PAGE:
the business of contact lenses
Praise Day-to-Day Efficiency and Customer Service
BY GARY GERBER, OD
Most of us have had patient-employee encounters like this: Mr. Picky was very emphatic at his last visit to make sure you understood that he needed his special order contact lenses by next Thursday. Sure enough, when the lenses were not yet in your office on Tuesday night, your astute and alert technician went out of her way to call up the company to ensure the lenses would be delivered on time. She was assured they would be. And the lenses did arrive — but not the correct lenses. So, unbeknownst to you, your technician called a colleague of yours who fortunately had the lenses you needed. Your technician drove over on her lunch hour and arrived back in your office, correct lenses in hand, 30 seconds before Mr. Picky arrived.
"You have my lenses, right?" Mr. Picky asked.
Still slightly out of breath, your technician held up his lenses and without skipping a beat answered, "Yes we do, they're right here, just as we promised they would be."
You then go on to recognize this act of contact lens heroism at your next office meeting and make a big deal about how the technician went above and beyond the call of customer service duty. While these mishaps and subsequent recoveries are (hopefully) rare occurrences, what's common is how business owners react to them. Typically they do so by showering praise on the hero or heroine.
I think that's wrong.
Don't Overlook Consistency
More to the point, it's wrong when these celebrations occur only as a result of a systems blunder and recovery. What our consultants prefer to see is recognition and celebration when day-to-day operations happen smoothly. For example, when the system to special order a lens is carried out correctly and timely (regardless of your inability to control the manufacturer's delivery problems). Or, when your appointment scheduling jigsaw puzzle template is correctly filled out with the right types of patients in the right slots. Ensuring that the office is clean and the requisite supplies are on hand is another ordinary but important task, as is answering the phone correctly.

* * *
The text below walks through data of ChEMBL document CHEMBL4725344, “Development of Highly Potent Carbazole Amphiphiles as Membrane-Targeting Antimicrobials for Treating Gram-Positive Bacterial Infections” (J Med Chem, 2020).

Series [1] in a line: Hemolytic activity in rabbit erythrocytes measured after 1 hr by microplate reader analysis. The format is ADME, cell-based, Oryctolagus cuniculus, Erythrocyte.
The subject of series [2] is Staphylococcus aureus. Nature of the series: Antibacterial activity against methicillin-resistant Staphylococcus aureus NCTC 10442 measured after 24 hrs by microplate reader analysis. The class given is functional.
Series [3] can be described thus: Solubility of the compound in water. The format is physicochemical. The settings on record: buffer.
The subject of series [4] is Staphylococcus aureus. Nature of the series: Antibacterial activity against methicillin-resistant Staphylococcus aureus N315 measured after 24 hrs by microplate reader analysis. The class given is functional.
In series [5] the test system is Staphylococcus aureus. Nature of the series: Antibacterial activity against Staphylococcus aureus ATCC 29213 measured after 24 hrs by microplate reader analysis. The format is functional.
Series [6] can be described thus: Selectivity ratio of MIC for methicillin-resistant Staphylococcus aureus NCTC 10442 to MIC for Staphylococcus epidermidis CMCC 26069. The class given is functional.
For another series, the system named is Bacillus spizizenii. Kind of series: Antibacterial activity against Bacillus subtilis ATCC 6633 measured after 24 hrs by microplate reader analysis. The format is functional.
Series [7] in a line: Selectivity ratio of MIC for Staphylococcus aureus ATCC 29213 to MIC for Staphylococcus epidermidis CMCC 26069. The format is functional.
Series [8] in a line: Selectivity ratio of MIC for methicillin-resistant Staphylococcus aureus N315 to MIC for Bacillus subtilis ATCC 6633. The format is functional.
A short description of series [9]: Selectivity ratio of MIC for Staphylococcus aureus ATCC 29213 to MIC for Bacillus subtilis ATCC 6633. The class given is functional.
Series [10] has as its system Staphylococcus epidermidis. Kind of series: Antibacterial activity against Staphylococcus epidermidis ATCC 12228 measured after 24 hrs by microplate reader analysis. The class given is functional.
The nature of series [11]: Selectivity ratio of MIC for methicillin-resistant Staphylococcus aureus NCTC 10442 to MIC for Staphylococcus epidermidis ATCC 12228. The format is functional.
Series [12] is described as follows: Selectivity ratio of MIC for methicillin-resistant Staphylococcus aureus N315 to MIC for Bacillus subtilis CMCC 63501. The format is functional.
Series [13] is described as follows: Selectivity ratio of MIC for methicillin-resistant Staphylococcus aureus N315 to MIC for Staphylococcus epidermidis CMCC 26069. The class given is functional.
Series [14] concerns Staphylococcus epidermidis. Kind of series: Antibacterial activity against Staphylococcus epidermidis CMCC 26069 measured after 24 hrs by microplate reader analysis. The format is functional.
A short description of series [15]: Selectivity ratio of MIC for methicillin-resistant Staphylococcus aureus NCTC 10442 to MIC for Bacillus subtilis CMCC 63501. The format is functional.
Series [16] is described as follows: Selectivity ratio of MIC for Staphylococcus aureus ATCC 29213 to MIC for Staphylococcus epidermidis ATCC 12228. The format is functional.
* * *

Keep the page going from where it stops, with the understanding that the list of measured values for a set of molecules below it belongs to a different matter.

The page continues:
These non-daring feats of commonly and repeatedly executed tasks are the spinal cord of your practice's systems and processes. When they're executed correctly, service mishaps are a rarity and all patients get a better experience.
But, when you make a habit of showering praise only for gallant service recovery scenarios, you run the risk of staff members not focusing on the mundane tasks that need flawless execution.
Make the Ordinary a Priority
Consider constructing a calendar that has specific routine tasks that are so routine they've become nearly invisible. Concentrate on tasks that, when properly carried out several times in succession, will be recognized and rewarded. To do this, lay out a timeline of the steps involved in a patient encounter, starting with setting up his appointment and ending with recalling him for his next visit. Concentrate on one small step each week and discuss its execution, then recognize high achievers during an office meeting.
Of course, when the inevitable problems and snags occur, you should certainly acknowledge key staffers who came to the rescue. But don't stop there and forget those who are quietly and efficiently making things run smoothly every day.
It's human nature to be stimulated by praise and recognition. Make sure you dole out your fair share when day-to-day tasks are properly carried out. CLS
Dr. Gerber is the president of the Power Practice – a company offering consulting, seminars and software solutions for optometrists. You can reach him at (800) 867-9303 or DrGerber@PowerPractice.com.